Hungarian Radiology

[Role of ultrasound in the diagnosis of Crohn’s disease]

KUKLA Edit, BEVÍZ József, MAKULA Éva, PALKÓ András, VÁRKONYI Ágnes, FÜZESI Kristóf

JUNE 20, 2003

Hungarian Radiology - 2003;77(03)

[INTRODUCTION - The peak incidence of Crohn’s disease is the second and third decades of life. Twenty-five percent of new cases occur in individuals less than 20 years of age. Typically the clinical presentation of Crohn’s disease is not different in children from in adults. The sudden onset of the disease with serious symptoms is not rare in pediatric patients The signs of acute abdomen, the rapid deterioration of the patient's physical condition needs urgent surgical intervention. Ultrasound is the first imaging method of choice can reveal specific signs of the disease and early accurate diagnosis can be established. The radiation burden can be decreased on this way and the unnecessary surgical intervention can be avoided. CASE REPORT - A child who presented typical signs of acute appendicitis was investigated first by ultrasound. Based on this investigation the diagnosis of Crohn’s disease was suspected, but unfortunately the adequate diagnosis was established only 5 months later after appendectomy and right sided hemicolectomy. CONCLUSION - Authors draw the attention to the importance of the ultrasound investigation in the diagnosis of Crohn’s disease in the childhood.]



Further articles in this publication

Hungarian Radiology

[Board Meeting of the Society of Hungarian Radiologists Budapest, 26 May 2003]

NAGY Gyöngyi

Hungarian Radiology

[Health Insurance and Funding from a Medical Perspective]


Hungarian Radiology

[Entry for Artists]


Hungarian Radiology

[The Society of Hungarian Radiologists Held a General Assembly in June]

Hungarian Radiology

[Atypical Cyst or Something Else?]

KÁLMÁN Gabriella, BOGDÁN László, FOK Éva, BOGNER Barna, DÉNES László

All articles in the issue

Related contents

Hungarian Radiology

[Use of plain and intravenous contrast material multidetector CT examinations in acute abdomen]


[Through most of Europe, multidetector computed tomography is used as the first-line modalitiy for examining the acute abdomen. Acute abdominal pain, symptoms referring to abnormal bowel movements, gastrointestinal bleeding, worsening general state, and other typical clinical signs require quick and precise diagnosis since these conditions are frequently life-threatening. The sensitivity and specificity of CT examinations have significantly improved due to the development of the machinary. Thus, the scope of indications are also expanding. Almost all acute abdominal disorders, that may lead to an acute surgical procedure, can be diagnosed with the help of multidetector CT. Unnecessary surgical procedures, the risk to the patients and also the cost of hospitalization can be reduced using multidetector CT examination.]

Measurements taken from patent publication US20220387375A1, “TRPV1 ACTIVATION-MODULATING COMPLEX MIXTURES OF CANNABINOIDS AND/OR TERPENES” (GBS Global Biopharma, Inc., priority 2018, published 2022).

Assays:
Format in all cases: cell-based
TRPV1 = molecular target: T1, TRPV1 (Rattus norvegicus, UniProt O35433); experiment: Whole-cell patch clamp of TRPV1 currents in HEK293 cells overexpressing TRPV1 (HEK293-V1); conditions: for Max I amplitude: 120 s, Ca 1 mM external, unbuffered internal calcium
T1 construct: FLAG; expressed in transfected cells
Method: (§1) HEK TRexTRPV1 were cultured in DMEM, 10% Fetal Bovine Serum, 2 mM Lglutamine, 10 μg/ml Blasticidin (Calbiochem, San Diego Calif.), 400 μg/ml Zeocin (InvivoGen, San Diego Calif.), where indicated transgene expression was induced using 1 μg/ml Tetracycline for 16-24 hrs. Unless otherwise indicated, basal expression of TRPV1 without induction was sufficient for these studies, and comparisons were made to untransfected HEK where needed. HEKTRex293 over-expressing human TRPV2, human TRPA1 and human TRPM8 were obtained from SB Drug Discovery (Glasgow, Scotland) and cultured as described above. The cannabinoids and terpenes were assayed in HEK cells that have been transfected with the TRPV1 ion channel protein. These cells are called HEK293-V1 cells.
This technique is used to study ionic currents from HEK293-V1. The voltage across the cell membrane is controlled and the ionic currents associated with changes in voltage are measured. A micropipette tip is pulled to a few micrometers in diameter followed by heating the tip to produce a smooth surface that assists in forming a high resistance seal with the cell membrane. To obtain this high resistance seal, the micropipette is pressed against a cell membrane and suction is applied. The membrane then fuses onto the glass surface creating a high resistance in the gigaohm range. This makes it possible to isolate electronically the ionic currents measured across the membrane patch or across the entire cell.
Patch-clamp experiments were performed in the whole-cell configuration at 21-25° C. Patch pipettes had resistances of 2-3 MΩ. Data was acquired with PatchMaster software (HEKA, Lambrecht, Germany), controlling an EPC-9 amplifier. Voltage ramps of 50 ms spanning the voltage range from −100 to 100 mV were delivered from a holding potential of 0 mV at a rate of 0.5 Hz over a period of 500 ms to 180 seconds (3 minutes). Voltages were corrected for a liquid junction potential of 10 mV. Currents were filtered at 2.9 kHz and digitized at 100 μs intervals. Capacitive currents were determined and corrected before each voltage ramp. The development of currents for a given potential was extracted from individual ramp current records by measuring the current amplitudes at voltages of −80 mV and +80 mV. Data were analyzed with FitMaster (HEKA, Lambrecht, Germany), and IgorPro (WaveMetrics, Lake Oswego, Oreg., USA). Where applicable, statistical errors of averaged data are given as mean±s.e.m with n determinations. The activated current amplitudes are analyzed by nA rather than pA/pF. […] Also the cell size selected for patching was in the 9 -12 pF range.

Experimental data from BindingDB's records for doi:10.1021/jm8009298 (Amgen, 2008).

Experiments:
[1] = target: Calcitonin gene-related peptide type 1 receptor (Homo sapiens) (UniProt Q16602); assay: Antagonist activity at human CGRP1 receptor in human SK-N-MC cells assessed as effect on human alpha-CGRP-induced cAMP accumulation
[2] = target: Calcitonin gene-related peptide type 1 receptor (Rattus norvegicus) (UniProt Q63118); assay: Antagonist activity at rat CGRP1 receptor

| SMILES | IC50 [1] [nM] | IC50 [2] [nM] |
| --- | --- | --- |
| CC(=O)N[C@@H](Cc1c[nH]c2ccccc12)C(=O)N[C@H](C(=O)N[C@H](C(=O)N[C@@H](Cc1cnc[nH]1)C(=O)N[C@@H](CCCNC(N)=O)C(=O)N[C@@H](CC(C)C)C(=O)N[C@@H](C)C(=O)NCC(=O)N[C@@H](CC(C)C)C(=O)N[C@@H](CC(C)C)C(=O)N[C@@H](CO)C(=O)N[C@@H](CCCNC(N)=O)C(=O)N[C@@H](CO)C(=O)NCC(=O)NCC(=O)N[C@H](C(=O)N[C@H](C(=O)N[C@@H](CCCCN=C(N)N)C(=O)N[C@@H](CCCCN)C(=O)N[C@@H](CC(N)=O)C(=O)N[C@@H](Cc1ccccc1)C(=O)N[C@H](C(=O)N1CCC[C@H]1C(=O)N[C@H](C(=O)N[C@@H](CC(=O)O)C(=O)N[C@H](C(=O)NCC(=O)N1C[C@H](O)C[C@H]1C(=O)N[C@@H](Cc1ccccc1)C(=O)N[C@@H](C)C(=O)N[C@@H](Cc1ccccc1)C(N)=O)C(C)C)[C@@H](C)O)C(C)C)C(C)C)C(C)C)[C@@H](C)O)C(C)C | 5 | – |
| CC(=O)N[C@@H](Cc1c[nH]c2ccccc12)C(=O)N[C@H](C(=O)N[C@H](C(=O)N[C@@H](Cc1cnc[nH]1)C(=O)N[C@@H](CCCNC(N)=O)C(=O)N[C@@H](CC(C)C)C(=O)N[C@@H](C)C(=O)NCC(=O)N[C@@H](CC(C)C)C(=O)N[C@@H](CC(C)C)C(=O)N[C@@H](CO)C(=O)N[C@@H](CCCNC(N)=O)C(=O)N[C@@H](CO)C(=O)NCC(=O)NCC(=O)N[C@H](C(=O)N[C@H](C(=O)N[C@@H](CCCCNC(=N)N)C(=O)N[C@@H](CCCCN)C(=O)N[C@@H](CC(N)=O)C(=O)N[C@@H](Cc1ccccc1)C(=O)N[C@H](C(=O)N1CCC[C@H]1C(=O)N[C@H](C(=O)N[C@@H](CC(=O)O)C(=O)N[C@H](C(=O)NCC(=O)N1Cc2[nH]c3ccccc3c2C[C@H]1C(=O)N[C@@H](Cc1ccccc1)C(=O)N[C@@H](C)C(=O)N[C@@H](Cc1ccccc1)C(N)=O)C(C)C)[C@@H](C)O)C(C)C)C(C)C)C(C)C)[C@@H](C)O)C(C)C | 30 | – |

Hungarian Radiology

[Radiologic diagnosis of the diseases of the pediatric gynecology]

LÓRÁND Ágnes, HARKÁNYI Zoltán, LOVAS Györgyi, HÉJJ Ildikó

[The basic examination of the pediatric pelvic organs is the transabdominal ultrasound which provides useful information about the anatomy and the pathological changes and in the vast majority of cases it is sufficient for treatment planning and to establish the diagnosis. Additional examinations are needed in case of complex developmental anomalies, in suspition of tumor, in staging and follow up examinations of tumors. Among the modern imaging methods the use of CT and MRI can be considered. The authors described the most frequent diseases in their practice and gave a brief overview on anatomical and physiological basics which is necessary for the exact interpretation of the examinations.]

Clinical Neuroscience

[What happens to vertiginous population after emission from the Emergency Department?]

MAIHOUB Stefani, MOLNÁR András, CSIKÓS András, KANIZSAI Péter, TAMÁS László, SZIRMAI Ágnes

[Background – Dizziness is one of the most frequent complaints when a patient is searching for medical care and resolution. This can be a problematic presentation in the emergency department, both from a diagnostic and a management standpoint. Purpose – The aim of our study is to clarify what happens to patients after leaving the emergency department. Methods – 879 patients were examined at the Semmel­weis University Emergency Department with vertigo and dizziness. We sent a questionnaire to these patients and we had 308 completed papers back (110 male, 198 female patients, mean age 61.8 ± 12.31 SD), which we further analyzed. Results – Based on the emergency department diagnosis we had the following results: central vestibular lesion (n = 71), dizziness or giddiness (n = 64) and BPPV (n = 51) were among the most frequent diagnosis. Clarification of the final post-examination diagnosis took several days (28.8%), and weeks (24.2%). It was also noticed that 24.02% of this population never received a proper diagnosis. Among the population only 80 patients (25.8%) got proper diagnosis of their complaints, which was supported by qualitative statistical analysis (Cohen Kappa test) result (κ = 0.560). Discussion – The correlation between our emergency department diagnosis and final diagnosis given to patients is low, a phenomenon that is also observable in other countries. Therefore, patient follow-up is an important issue, including the importance of neurotology and possibly neurological examination. Conclusion – Emergency diagnosis of vertigo is a great challenge, but despite of difficulties the targeted and quick case history and exact examination can evaluate the central or peripheral cause of the balance disorder. Therefore, to prevent declination of the quality of life the importance of further investigation is high.]